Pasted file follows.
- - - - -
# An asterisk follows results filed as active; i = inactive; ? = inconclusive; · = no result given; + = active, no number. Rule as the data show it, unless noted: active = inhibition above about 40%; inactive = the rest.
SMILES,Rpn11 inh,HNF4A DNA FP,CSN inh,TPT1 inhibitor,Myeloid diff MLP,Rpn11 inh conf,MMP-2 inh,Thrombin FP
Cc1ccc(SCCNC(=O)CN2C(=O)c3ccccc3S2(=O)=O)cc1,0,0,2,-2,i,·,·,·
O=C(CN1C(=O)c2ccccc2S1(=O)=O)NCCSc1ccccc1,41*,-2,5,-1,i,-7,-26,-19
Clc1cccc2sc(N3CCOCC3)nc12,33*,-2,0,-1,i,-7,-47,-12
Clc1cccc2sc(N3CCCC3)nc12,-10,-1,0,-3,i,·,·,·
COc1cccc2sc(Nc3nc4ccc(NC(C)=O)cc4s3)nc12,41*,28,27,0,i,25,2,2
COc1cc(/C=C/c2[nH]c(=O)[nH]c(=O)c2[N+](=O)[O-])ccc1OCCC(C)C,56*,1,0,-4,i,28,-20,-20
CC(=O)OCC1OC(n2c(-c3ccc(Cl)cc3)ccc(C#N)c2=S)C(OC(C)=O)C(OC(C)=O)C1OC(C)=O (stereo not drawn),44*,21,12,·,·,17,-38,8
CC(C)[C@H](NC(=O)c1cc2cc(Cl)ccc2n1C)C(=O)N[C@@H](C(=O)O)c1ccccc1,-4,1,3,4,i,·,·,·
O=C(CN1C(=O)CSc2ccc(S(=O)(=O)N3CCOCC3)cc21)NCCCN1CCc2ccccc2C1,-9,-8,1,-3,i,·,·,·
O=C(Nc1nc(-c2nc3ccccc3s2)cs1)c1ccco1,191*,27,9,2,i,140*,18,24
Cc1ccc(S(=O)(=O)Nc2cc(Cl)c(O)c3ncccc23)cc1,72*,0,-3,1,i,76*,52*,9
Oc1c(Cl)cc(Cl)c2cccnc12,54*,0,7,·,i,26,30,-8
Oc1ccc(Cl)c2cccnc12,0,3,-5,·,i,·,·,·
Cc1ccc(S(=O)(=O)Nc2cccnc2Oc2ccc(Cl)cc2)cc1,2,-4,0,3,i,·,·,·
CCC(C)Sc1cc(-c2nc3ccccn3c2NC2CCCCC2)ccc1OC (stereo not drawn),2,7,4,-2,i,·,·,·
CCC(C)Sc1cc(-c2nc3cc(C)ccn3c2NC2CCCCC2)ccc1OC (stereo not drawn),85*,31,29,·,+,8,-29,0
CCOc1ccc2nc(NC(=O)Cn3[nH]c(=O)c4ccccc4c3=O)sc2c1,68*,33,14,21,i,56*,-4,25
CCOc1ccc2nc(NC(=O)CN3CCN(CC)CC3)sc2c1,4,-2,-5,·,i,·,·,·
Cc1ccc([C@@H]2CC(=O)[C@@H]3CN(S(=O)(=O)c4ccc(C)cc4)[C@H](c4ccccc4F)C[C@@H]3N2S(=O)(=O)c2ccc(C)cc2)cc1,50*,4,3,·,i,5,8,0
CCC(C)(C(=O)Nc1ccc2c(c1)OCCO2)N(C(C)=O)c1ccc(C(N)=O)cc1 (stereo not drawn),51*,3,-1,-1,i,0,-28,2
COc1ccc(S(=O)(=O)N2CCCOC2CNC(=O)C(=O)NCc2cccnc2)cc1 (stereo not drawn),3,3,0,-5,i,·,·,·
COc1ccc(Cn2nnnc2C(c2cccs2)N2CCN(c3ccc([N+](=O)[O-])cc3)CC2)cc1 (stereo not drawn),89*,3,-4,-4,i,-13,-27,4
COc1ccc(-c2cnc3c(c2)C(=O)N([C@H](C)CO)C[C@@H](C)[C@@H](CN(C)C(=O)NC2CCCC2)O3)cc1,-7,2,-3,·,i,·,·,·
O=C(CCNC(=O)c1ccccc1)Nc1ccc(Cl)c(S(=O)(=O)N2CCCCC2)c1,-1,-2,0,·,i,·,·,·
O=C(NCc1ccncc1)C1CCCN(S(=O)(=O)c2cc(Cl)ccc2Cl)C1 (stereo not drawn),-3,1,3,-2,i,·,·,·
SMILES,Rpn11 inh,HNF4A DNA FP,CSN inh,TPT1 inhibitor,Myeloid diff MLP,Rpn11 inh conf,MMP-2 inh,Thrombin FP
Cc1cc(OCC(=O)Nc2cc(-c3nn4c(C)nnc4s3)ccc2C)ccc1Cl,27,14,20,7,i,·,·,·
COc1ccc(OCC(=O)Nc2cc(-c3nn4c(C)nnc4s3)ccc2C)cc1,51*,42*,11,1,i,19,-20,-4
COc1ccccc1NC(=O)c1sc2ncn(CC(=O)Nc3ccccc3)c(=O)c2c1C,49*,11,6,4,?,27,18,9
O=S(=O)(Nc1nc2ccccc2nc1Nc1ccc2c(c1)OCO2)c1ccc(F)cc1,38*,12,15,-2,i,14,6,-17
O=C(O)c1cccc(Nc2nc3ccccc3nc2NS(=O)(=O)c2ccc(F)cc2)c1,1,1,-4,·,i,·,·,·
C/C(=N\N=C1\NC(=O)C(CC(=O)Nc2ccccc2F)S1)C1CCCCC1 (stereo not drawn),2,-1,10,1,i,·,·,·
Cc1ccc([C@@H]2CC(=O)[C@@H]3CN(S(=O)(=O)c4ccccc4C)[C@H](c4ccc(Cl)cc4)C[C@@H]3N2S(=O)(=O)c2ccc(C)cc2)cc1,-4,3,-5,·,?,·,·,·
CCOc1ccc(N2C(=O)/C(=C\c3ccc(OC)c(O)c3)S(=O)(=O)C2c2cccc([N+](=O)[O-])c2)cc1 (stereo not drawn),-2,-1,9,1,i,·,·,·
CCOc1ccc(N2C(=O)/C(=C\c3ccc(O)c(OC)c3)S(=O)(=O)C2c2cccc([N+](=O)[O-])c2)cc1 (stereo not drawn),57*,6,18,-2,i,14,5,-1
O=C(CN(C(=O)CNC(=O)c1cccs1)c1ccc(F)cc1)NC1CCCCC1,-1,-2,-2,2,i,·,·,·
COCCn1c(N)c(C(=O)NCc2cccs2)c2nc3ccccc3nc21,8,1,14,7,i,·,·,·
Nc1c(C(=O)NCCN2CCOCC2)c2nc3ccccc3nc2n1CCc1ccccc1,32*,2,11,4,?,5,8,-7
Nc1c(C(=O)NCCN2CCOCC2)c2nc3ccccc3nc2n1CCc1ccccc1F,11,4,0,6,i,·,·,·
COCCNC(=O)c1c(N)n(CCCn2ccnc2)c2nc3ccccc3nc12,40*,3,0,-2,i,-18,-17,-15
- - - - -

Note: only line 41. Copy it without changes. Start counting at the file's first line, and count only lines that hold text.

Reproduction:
Nc1c(C(=O)NCCN2CCOCC2)c2nc3ccccc3nc2n1CCc1ccccc1F,11,4,0,6,i,·,·,·